Post-Colonial Literatures and Counter-Discourse

Kunapipi, Sep 2018

As George Lamming once remarked, over three quarters of the contemporary world has been directly and profoundly affected by imperialism and colonialism. Although it is clear just how profound an effect this has had on the social and political structures of the twentieth century and on the relations which exist between nations in our age, it has until recently been less clear how profoundly this has influenced the perceptive frameworks of the majority of people alive now. The day to day realities of colonized peoples were in large part generated for them by the impact of European discourses. But the contemporary art, philosophies and literature produced by post-colonial societies are not simply continuations or adaptations of European models. The processes of artistic and literary i/^colonization have involved a radical dis/mantling of European codes and a post-colonial subversion and appropriation of the dominant European discourses. This has frequently been accompanied by the demand for an entirely new or wholly recovered 'reality', free of all colonial taint. Given the nature of the relationship between colonizer and colonized, with its pandemic brutalities and its cultural denigration, such a demand is desirable and inevitable. But as the contradictions inherent in a project such as Chinweizu, Jemie and Madubuike's The Decolonization of African Literature demonstrate,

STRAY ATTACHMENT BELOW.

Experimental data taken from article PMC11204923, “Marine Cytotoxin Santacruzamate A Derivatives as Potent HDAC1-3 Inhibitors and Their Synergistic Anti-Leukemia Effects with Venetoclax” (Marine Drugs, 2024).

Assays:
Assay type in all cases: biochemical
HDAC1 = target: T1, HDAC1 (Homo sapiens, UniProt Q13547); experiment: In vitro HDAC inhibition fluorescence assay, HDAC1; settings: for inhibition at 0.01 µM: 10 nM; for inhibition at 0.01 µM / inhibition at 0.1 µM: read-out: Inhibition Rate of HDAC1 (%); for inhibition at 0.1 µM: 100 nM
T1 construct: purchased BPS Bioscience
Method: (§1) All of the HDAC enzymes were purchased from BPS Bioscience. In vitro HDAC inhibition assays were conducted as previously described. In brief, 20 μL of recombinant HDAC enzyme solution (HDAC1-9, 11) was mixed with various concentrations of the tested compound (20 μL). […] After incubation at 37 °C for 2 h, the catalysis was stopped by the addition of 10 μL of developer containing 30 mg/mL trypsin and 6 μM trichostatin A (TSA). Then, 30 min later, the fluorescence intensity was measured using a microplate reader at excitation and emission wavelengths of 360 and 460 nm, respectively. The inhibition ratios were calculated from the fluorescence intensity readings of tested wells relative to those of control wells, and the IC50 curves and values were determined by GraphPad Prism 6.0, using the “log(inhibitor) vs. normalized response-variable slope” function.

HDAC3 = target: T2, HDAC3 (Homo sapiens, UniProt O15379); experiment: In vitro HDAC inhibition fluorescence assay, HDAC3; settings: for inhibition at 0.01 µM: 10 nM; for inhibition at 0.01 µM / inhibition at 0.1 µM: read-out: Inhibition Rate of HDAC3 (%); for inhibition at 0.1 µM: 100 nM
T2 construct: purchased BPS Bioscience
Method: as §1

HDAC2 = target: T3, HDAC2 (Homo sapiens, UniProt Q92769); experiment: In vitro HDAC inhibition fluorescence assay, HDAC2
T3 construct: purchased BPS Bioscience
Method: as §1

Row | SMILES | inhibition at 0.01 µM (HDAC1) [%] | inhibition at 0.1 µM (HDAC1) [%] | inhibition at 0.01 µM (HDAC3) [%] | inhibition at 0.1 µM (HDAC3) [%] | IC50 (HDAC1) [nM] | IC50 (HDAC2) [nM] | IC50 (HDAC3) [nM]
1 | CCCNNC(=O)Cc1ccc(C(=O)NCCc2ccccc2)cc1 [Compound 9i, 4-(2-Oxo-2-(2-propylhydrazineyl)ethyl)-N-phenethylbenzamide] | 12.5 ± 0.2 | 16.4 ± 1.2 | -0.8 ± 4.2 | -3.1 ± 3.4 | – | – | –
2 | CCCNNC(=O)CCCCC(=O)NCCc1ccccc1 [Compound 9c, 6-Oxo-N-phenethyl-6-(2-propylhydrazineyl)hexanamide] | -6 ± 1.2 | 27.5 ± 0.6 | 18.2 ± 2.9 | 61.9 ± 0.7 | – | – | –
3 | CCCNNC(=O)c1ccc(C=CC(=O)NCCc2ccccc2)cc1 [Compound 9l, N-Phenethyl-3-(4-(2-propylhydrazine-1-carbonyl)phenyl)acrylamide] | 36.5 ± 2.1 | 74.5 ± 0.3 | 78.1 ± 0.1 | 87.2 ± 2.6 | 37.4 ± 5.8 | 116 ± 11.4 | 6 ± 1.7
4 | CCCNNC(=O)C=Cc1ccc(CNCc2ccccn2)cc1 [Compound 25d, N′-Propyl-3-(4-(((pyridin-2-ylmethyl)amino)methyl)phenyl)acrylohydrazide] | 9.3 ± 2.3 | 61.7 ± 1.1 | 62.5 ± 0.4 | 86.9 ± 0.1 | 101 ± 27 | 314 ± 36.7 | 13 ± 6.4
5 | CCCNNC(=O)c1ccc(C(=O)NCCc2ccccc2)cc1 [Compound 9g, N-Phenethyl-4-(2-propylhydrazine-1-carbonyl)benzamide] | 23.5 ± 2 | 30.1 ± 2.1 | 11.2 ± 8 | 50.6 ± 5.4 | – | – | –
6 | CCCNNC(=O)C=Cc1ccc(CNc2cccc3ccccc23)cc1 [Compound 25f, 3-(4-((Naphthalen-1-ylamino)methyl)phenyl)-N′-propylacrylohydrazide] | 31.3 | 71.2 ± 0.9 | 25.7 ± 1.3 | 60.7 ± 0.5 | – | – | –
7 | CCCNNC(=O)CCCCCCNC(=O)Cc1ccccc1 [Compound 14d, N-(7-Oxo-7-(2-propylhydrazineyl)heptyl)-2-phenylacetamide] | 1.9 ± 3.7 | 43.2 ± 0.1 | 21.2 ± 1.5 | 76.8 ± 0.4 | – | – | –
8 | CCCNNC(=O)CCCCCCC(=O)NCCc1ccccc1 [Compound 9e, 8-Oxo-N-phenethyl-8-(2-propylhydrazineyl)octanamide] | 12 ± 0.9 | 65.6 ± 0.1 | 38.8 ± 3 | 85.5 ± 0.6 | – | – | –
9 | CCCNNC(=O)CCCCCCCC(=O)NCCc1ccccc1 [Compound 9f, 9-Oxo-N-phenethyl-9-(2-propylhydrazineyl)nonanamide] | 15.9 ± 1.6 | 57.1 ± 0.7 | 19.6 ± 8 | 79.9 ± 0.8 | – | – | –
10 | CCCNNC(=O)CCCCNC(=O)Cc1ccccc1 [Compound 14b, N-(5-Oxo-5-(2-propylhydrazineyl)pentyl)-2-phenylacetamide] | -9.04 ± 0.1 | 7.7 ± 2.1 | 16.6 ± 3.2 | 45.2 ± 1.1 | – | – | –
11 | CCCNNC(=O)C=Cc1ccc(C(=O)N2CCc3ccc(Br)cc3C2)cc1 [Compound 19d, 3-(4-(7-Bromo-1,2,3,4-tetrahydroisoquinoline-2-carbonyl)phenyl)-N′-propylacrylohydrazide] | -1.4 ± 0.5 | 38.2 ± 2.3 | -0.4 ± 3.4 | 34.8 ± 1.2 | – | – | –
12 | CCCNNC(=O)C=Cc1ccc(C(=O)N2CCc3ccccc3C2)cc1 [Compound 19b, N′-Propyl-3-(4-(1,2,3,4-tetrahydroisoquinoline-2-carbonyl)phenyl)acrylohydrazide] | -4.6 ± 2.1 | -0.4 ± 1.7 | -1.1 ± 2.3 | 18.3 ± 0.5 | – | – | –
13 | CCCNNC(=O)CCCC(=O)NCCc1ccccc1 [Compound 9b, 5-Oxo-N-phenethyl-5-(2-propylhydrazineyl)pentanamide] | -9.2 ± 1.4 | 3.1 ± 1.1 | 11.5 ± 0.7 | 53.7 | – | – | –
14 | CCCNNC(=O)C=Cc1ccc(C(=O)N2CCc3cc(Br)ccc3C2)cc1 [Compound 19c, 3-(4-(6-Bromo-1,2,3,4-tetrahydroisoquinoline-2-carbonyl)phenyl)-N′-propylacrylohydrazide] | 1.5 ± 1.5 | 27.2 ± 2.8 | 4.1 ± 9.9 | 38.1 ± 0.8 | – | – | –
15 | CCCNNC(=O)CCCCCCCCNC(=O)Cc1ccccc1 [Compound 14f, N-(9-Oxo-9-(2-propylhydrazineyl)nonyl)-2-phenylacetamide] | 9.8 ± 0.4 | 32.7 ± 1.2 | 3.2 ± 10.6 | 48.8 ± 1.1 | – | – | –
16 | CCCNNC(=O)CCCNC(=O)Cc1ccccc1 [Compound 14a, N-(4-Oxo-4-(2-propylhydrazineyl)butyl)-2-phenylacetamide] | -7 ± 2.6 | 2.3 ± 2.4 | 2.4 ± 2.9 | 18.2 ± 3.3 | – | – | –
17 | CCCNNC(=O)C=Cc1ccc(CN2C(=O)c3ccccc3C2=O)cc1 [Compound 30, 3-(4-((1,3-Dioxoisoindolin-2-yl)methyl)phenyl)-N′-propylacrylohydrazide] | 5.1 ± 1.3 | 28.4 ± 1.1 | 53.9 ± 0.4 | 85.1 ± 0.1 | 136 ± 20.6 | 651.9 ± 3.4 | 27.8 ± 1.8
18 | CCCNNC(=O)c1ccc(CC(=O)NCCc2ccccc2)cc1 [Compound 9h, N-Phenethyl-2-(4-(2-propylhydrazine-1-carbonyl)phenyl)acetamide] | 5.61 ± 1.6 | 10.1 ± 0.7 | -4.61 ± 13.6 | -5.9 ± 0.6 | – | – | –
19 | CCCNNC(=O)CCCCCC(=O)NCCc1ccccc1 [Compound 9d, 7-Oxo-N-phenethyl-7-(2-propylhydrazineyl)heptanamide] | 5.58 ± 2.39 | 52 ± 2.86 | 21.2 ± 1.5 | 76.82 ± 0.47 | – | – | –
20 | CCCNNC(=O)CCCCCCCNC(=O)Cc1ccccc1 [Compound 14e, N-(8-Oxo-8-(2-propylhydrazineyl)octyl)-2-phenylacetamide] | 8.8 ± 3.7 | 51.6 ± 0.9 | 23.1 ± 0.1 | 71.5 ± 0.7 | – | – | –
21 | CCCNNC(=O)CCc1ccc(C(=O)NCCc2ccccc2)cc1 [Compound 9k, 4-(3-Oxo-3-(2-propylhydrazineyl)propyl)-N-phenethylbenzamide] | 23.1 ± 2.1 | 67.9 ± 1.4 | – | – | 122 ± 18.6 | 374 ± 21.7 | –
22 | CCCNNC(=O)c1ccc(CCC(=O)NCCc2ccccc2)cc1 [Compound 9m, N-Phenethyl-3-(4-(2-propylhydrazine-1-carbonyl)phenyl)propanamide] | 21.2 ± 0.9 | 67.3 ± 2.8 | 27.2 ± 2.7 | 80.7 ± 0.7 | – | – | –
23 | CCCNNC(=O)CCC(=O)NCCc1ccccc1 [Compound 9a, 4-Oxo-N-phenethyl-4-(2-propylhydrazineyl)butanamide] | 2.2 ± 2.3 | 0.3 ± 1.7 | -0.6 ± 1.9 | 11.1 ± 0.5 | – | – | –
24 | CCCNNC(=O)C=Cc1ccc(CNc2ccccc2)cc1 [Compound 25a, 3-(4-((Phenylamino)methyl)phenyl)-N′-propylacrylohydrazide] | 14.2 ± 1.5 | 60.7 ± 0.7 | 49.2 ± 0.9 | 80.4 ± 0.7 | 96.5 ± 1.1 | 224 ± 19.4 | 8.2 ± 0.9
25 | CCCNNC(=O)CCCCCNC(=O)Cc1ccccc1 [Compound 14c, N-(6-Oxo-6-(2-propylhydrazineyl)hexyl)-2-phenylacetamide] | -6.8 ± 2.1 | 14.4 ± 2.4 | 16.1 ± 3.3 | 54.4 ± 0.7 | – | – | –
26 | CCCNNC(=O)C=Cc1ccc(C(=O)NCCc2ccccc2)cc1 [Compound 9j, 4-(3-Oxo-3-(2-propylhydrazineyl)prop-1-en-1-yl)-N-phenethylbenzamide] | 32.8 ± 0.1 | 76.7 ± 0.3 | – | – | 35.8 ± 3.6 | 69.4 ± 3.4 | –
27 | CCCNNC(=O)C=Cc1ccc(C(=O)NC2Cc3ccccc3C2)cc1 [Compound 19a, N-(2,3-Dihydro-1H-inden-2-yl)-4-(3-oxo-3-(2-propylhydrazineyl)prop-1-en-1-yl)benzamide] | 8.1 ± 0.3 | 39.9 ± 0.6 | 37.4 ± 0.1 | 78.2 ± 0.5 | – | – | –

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Post-Colonial Literatures and Counter-Discourse